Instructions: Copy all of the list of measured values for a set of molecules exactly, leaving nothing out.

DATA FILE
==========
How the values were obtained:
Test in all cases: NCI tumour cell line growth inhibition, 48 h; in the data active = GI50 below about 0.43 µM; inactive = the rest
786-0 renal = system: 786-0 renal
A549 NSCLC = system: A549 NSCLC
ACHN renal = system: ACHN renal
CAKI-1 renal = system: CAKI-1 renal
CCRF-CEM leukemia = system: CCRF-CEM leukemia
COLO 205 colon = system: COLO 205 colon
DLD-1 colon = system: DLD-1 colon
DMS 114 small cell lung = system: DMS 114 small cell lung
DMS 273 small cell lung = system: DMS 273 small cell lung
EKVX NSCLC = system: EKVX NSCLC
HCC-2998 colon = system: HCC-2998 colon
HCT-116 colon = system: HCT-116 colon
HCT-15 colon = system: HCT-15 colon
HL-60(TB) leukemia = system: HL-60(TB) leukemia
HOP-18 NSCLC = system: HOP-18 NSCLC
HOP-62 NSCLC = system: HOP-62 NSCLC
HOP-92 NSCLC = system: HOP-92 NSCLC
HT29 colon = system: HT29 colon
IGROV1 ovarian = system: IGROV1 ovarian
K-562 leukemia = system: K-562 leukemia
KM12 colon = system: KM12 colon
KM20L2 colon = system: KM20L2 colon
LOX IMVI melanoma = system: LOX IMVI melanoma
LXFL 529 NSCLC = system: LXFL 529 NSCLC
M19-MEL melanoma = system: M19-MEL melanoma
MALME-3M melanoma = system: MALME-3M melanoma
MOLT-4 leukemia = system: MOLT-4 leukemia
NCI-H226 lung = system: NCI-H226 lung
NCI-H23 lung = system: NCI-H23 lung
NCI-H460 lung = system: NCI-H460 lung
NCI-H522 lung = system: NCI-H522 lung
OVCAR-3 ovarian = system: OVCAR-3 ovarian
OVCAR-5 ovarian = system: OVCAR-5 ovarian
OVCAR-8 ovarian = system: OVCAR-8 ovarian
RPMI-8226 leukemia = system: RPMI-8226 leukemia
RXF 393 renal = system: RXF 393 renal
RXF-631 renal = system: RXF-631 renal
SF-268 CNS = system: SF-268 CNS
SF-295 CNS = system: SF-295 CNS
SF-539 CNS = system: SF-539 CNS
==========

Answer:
How the values were obtained:
Test in all cases: NCI tumour cell line growth inhibition, 48 h; in the data active = GI50 below about 0.43 µM; inactive = the rest
786-0 renal = system: 786-0 renal
A549 NSCLC = system: A549 NSCLC
ACHN renal = system: ACHN renal
CAKI-1 renal = system: CAKI-1 renal
CCRF-CEM leukemia = system: CCRF-CEM leukemia
COLO 205 colon = system: COLO 205 colon
DLD-1 colon = system: DLD-1 colon
DMS 114 small cell lung = system: DMS 114 small cell lung
DMS 273 small cell lung = system: DMS 273 small cell lung
EKVX NSCLC = system: EKVX NSCLC
HCC-2998 colon = system: HCC-2998 colon
HCT-116 colon = system: HCT-116 colon
HCT-15 colon = system: HCT-15 colon
HL-60(TB) leukemia = system: HL-60(TB) leukemia
HOP-18 NSCLC = system: HOP-18 NSCLC
HOP-62 NSCLC = system: HOP-62 NSCLC
HOP-92 NSCLC = system: HOP-92 NSCLC
HT29 colon = system: HT29 colon
IGROV1 ovarian = system: IGROV1 ovarian
K-562 leukemia = system: K-562 leukemia
KM12 colon = system: KM12 colon
KM20L2 colon = system: KM20L2 colon
LOX IMVI melanoma = system: LOX IMVI melanoma
LXFL 529 NSCLC = system: LXFL 529 NSCLC
M19-MEL melanoma = system: M19-MEL melanoma
MALME-3M melanoma = system: MALME-3M melanoma
MOLT-4 leukemia = system: MOLT-4 leukemia
NCI-H226 lung = system: NCI-H226 lung
NCI-H23 lung = system: NCI-H23 lung
NCI-H460 lung = system: NCI-H460 lung
NCI-H522 lung = system: NCI-H522 lung
OVCAR-3 ovarian = system: OVCAR-3 ovarian
OVCAR-5 ovarian = system: OVCAR-5 ovarian
OVCAR-8 ovarian = system: OVCAR-8 ovarian
RPMI-8226 leukemia = system: RPMI-8226 leukemia
RXF 393 renal = system: RXF 393 renal
RXF-631 renal = system: RXF-631 renal
SF-268 CNS = system: SF-268 CNS
SF-295 CNS = system: SF-295 CNS
SF-539 CNS = system: SF-539 CNS